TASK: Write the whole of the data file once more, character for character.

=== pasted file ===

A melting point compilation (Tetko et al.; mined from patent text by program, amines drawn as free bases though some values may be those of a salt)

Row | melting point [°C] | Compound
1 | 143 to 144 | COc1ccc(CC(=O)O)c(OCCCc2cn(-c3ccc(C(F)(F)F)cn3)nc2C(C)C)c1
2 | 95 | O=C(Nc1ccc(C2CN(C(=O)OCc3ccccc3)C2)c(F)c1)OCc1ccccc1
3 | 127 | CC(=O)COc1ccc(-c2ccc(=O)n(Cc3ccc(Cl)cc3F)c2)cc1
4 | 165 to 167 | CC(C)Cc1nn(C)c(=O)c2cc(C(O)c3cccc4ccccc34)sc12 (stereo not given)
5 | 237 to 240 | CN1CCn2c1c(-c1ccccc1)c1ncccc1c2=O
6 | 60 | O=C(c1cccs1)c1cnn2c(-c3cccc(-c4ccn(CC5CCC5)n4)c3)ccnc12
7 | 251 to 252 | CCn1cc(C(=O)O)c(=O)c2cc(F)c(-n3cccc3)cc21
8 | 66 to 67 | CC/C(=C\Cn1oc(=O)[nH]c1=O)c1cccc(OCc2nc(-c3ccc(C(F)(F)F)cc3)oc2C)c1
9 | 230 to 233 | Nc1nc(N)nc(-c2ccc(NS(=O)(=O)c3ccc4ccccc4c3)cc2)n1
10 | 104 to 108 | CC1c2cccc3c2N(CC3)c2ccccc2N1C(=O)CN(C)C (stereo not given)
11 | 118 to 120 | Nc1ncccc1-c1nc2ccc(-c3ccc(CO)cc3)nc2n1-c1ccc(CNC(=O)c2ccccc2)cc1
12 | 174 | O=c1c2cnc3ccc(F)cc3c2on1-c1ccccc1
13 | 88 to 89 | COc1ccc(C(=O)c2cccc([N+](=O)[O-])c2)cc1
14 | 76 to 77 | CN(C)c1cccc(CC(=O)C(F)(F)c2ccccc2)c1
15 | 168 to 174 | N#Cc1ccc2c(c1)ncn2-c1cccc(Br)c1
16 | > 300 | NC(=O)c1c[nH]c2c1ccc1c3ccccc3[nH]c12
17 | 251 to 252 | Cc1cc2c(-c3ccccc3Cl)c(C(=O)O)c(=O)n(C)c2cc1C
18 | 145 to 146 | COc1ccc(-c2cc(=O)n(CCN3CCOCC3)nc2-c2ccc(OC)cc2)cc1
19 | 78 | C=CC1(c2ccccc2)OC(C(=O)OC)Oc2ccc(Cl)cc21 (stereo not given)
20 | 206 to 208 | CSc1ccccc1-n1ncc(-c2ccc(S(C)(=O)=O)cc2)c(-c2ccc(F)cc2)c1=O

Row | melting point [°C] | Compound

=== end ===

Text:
A melting point compilation (Tetko et al.; mined from patent text by program, amines drawn as free bases though some values may be those of a salt)

Row | melting point [°C] | Compound
1 | 143 to 144 | COc1ccc(CC(=O)O)c(OCCCc2cn(-c3ccc(C(F)(F)F)cn3)nc2C(C)C)c1
2 | 95 | O=C(Nc1ccc(C2CN(C(=O)OCc3ccccc3)C2)c(F)c1)OCc1ccccc1
3 | 127 | CC(=O)COc1ccc(-c2ccc(=O)n(Cc3ccc(Cl)cc3F)c2)cc1
4 | 165 to 167 | CC(C)Cc1nn(C)c(=O)c2cc(C(O)c3cccc4ccccc34)sc12 (stereo not given)
5 | 237 to 240 | CN1CCn2c1c(-c1ccccc1)c1ncccc1c2=O
6 | 60 | O=C(c1cccs1)c1cnn2c(-c3cccc(-c4ccn(CC5CCC5)n4)c3)ccnc12
7 | 251 to 252 | CCn1cc(C(=O)O)c(=O)c2cc(F)c(-n3cccc3)cc21
8 | 66 to 67 | CC/C(=C\Cn1oc(=O)[nH]c1=O)c1cccc(OCc2nc(-c3ccc(C(F)(F)F)cc3)oc2C)c1
9 | 230 to 233 | Nc1nc(N)nc(-c2ccc(NS(=O)(=O)c3ccc4ccccc4c3)cc2)n1
10 | 104 to 108 | CC1c2cccc3c2N(CC3)c2ccccc2N1C(=O)CN(C)C (stereo not given)
11 | 118 to 120 | Nc1ncccc1-c1nc2ccc(-c3ccc(CO)cc3)nc2n1-c1ccc(CNC(=O)c2ccccc2)cc1
12 | 174 | O=c1c2cnc3ccc(F)cc3c2on1-c1ccccc1
13 | 88 to 89 | COc1ccc(C(=O)c2cccc([N+](=O)[O-])c2)cc1
14 | 76 to 77 | CN(C)c1cccc(CC(=O)C(F)(F)c2ccccc2)c1
15 | 168 to 174 | N#Cc1ccc2c(c1)ncn2-c1cccc(Br)c1
16 | > 300 | NC(=O)c1c[nH]c2c1ccc1c3ccccc3[nH]c12
17 | 251 to 252 | Cc1cc2c(-c3ccccc3Cl)c(C(=O)O)c(=O)n(C)c2cc1C
18 | 145 to 146 | COc1ccc(-c2cc(=O)n(CCN3CCOCC3)nc2-c2ccc(OC)cc2)cc1
19 | 78 | C=CC1(c2ccccc2)OC(C(=O)OC)Oc2ccc(Cl)cc21 (stereo not given)
20 | 206 to 208 | CSc1ccccc1-n1ncc(-c2ccc(S(C)(=O)=O)cc2)c(-c2ccc(F)cc2)c1=O

Row | melting point [°C] | Compound